Delightful Reprise of Neil Simon’s “Plaza Suite”
At The Theatre with Audrey Linden
The Morgan-Wixson’s production of “Plaza Suite” shows audiences Neil Simon’s humor sustains and his 1968 play is still a crowd pleaser. The set-ups, punch lines and zingers are hysterically funny. Michael Rothhaar directed his four ensemble actors to heighten the comedy. He maintained the fast pacing that Simon’s writing demands. It was an evening of pure nostalgia and laughter.
The Tony Award winning play from 1968 had a run on Broadway with George C. Scott and Maureen Stapleton in the lead roles. And, in the 1971 film, who can forget Walter Matthau and again Maureen Stapelton, Barbara Harris, and Lee Grant? In this production, Howard Lockie adroitly played the lead male roles of Sam, Jessie, and Roy. Andrea Stradling played the female lead roles of Karen, Muriel and Norma. Both did an admirable job. It is no easy task to play three totally different parts. Both actors had costume,wig, and attitude changes. Alicia Craff played Miss Mc Cormick in Act One and Mimsy in Act Three. Karol Garrison played three roles as bellhop, Borden, and the waiter and managed to do different accents.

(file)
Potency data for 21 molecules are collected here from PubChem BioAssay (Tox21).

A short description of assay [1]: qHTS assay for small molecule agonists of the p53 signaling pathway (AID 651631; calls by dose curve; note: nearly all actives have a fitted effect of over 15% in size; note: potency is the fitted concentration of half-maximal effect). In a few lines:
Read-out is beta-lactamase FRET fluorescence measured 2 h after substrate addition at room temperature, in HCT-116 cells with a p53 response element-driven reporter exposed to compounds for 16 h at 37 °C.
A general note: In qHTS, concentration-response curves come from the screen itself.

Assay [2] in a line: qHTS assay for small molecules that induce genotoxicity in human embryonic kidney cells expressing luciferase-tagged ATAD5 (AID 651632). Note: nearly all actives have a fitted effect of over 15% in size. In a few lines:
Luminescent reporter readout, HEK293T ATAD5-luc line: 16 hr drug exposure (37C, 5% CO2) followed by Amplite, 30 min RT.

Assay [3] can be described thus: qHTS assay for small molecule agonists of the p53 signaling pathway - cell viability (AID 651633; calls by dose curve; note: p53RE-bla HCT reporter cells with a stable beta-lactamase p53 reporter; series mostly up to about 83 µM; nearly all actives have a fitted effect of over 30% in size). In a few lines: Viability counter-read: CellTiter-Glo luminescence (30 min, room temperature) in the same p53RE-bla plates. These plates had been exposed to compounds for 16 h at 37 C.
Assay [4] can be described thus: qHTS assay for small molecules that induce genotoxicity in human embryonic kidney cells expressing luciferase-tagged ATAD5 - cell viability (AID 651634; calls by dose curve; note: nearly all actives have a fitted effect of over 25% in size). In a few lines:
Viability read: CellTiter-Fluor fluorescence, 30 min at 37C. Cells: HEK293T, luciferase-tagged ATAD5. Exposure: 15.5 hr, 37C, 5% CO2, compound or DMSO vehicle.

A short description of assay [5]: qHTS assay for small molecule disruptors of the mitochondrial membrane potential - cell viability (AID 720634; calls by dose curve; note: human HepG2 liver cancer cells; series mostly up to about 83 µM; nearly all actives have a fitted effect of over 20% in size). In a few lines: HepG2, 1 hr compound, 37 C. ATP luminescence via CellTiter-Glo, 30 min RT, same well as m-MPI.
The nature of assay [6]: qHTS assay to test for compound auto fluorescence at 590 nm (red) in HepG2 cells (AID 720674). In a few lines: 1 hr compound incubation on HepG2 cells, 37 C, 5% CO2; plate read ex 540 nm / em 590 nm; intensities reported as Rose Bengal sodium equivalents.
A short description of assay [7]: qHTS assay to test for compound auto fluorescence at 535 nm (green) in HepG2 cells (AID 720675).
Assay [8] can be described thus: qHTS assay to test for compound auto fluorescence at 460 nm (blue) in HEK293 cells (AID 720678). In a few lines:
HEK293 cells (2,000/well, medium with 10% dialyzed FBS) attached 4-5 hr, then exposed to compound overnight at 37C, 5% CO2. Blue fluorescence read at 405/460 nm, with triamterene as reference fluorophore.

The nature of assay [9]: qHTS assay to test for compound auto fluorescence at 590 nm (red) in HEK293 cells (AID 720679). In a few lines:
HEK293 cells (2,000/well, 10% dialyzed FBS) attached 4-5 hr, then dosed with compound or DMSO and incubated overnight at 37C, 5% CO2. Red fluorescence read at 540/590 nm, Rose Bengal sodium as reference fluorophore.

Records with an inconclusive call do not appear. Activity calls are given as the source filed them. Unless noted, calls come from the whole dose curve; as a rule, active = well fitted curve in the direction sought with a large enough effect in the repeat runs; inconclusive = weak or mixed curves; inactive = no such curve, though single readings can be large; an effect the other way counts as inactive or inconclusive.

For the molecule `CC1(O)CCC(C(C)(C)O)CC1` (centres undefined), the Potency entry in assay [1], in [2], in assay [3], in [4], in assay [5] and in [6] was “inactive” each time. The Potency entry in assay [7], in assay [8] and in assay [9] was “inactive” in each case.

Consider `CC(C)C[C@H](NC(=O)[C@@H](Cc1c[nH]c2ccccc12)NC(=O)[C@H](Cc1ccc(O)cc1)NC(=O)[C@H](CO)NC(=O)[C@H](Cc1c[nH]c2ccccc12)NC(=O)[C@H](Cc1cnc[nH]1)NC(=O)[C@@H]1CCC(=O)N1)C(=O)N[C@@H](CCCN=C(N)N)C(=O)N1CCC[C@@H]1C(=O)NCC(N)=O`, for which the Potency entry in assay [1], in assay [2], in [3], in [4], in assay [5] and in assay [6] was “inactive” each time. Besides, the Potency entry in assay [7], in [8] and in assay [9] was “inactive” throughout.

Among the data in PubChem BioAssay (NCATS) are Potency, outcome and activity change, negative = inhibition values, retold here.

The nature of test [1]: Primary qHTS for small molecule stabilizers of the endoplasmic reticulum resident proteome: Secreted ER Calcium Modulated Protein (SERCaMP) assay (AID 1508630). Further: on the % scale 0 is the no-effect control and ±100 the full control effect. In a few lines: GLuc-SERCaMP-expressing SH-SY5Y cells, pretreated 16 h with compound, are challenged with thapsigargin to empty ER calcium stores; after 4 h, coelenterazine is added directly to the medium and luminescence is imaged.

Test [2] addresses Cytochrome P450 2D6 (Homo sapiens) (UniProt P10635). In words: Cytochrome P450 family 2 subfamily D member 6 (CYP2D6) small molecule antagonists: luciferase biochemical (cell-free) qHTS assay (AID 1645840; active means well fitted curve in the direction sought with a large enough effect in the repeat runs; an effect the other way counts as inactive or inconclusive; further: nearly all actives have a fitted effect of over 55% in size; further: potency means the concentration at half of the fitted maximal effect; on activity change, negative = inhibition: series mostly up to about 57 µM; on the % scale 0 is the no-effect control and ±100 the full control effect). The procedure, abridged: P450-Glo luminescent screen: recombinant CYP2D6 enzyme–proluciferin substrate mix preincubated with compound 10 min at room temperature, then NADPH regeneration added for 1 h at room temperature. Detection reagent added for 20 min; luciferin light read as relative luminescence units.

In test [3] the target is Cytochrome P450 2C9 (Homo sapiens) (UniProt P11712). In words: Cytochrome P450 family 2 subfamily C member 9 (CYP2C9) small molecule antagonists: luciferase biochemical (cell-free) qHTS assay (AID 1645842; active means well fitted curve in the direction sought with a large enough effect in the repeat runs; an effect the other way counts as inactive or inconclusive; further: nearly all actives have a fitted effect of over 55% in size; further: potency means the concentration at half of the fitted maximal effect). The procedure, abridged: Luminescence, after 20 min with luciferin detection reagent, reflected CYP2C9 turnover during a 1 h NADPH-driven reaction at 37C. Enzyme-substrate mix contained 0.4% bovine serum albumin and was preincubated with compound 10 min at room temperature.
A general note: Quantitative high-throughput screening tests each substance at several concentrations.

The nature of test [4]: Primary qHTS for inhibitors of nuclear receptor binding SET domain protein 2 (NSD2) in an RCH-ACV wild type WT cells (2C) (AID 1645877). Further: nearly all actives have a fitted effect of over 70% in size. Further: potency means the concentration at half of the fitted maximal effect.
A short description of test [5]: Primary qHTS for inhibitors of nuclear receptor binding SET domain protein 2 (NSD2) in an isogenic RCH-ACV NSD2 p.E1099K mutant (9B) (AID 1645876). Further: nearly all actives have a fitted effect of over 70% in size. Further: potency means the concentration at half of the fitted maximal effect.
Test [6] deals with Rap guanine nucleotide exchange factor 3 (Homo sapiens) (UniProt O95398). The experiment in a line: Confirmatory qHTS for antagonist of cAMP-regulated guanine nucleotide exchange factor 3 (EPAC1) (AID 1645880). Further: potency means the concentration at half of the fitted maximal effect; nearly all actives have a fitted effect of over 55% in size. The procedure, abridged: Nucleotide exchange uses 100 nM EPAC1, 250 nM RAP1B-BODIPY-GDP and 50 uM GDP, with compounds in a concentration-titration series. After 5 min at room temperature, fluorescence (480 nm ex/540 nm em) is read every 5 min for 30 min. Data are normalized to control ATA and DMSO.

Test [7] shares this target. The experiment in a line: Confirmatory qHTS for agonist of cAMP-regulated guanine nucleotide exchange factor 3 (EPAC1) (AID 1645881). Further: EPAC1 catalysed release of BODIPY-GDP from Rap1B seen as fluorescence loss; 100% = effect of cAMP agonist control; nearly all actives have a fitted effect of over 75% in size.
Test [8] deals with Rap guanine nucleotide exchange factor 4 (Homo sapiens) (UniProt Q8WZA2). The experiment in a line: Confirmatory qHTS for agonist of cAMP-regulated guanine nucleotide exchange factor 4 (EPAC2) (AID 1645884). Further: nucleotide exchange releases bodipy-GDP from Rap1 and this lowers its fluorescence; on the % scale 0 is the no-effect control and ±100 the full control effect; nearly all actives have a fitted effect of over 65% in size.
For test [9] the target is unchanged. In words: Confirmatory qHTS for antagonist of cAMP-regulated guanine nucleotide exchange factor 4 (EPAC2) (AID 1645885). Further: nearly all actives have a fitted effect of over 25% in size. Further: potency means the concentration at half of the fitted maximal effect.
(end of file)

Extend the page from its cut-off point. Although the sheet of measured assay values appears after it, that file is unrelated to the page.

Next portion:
The Plaza Hotel, Suiite 719 is revisted by Karen and Sam Nash on what Karen is sure is the eve of her wedding anniversary. Only, as Sam points out, not only is it not the right suite, as they were in suite 819, their anniversary is the following day. “If it’s old and beautiful, it won’t be there in the morning.” One can’t help wonder if Karen is talking about the Plaza or herself. Karen hoped to rekindle the flames, but Sam is busy with corporate business and monkey business with his secretary, Miss Mc Cormick, well-acted by Alicia Craff. Sam is the self-absorbed, ego maniacal husband obsessed with his newly capped white teeth, and maintaining his weight. “Why don’t you go inside and lose some weight?” Forget that Sam is going through a mid-life crisis. He is a pompous asshole played to perfection by Lockie. Lockie’s acting was so good that I hated Sam. Karen, who forgets her age and errs on older, rather than younger which Sam would prefer, has seduction in mind. Her hopes are dashed. But, she came to life and delivered some great one liners which she flung like daggers at Sam. Karen thought her husband would be more creative in his choice of mistress. “Miss. Mc Cormick, come inside and take an affair.” “Everyone cheats with their secretary.” “I expected more from you.” The back-and-forth sparring was hysterical and their timing was impeccable.